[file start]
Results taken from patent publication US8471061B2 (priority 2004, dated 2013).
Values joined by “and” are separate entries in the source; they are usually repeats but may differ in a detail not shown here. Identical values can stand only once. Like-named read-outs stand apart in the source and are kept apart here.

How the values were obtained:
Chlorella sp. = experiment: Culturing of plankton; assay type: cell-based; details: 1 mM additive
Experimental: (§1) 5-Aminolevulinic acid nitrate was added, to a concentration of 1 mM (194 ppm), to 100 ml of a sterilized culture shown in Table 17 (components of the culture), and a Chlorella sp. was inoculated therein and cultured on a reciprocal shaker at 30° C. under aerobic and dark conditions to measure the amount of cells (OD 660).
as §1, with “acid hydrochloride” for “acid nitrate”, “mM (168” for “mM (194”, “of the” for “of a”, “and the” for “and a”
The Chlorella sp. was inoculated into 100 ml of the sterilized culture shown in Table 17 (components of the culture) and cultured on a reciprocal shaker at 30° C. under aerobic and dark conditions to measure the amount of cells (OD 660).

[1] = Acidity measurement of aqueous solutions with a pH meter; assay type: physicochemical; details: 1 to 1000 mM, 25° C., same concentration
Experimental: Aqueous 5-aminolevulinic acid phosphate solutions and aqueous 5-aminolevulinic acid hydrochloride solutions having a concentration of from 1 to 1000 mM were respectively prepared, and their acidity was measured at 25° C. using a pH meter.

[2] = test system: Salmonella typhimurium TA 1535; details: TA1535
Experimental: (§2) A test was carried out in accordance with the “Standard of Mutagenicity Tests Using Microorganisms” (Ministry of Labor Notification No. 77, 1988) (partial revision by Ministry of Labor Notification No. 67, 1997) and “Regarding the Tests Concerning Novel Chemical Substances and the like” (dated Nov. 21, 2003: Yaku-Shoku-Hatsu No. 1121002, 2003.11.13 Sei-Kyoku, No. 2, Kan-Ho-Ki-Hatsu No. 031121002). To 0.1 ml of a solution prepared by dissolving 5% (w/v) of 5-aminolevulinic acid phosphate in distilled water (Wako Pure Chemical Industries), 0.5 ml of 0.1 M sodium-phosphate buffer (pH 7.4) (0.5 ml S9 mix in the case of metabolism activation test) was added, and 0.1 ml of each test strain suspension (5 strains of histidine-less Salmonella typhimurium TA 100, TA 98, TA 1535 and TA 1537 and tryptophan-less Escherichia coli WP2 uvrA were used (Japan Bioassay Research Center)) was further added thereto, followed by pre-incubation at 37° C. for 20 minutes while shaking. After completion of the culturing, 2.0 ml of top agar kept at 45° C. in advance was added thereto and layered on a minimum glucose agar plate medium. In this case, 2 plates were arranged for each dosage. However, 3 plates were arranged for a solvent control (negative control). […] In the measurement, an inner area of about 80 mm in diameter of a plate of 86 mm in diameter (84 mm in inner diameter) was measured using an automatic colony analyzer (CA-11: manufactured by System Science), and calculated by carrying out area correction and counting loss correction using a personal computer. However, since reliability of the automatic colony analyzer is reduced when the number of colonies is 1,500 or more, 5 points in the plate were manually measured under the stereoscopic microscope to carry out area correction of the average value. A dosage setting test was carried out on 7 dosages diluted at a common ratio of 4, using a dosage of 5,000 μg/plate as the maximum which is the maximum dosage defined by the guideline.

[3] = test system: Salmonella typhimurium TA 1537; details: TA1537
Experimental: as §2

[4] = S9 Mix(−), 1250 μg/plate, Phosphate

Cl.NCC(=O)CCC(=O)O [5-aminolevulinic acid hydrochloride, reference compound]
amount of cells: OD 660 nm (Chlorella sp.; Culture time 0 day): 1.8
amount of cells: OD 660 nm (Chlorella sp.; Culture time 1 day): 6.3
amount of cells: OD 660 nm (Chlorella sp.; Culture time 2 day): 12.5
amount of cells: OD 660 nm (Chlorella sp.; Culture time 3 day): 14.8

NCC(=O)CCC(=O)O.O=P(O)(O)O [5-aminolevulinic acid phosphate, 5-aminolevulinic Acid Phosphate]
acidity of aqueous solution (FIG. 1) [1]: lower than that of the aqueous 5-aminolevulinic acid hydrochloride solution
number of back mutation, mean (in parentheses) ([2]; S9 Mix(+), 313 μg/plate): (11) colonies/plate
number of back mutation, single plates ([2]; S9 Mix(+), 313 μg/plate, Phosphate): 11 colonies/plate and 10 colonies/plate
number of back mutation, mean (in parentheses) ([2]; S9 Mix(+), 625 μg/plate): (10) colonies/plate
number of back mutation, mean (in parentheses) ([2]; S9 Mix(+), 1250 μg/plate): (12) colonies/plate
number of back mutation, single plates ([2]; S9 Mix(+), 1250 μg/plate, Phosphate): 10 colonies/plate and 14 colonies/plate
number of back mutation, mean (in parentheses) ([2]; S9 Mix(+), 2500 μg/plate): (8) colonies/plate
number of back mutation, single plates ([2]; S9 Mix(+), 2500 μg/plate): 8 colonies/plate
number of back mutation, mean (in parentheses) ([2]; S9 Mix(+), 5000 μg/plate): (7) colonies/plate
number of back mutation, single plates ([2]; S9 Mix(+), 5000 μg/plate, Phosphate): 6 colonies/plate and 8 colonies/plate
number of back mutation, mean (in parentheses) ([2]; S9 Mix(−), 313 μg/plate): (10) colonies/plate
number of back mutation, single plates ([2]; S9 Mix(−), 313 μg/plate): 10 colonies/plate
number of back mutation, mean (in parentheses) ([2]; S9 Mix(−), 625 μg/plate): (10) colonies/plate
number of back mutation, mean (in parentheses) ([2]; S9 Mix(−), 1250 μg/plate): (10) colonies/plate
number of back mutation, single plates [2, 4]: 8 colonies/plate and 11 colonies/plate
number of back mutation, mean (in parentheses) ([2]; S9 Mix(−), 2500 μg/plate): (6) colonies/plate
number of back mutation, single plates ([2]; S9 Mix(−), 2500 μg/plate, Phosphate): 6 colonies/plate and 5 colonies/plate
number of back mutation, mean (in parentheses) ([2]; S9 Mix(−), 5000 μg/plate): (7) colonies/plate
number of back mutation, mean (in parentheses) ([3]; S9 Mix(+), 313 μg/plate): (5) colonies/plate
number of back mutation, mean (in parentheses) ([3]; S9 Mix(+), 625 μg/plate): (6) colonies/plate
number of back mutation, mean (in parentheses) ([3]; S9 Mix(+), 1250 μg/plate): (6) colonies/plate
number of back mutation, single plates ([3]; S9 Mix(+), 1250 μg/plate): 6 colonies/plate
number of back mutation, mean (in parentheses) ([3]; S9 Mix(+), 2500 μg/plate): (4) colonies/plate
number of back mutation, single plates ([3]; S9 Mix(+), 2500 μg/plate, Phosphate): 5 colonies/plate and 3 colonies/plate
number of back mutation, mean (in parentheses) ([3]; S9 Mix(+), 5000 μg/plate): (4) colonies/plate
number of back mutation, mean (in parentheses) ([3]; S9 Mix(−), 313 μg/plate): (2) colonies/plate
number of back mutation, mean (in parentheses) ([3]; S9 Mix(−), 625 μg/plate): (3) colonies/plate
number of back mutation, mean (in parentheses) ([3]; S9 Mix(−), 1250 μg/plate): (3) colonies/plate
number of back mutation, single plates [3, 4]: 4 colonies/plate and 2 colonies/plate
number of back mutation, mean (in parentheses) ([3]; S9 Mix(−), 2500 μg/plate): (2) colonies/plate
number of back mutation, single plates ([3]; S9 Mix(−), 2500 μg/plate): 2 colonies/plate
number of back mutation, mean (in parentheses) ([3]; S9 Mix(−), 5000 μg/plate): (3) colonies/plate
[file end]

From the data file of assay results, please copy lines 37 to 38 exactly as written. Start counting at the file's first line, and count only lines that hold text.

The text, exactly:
number of back mutation, single plates ([2]; S9 Mix(−), 2500 μg/plate, Phosphate): 6 colonies/plate and 5 colonies/plate
number of back mutation, mean (in parentheses) ([2]; S9 Mix(−), 5000 μg/plate): (7) colonies/plate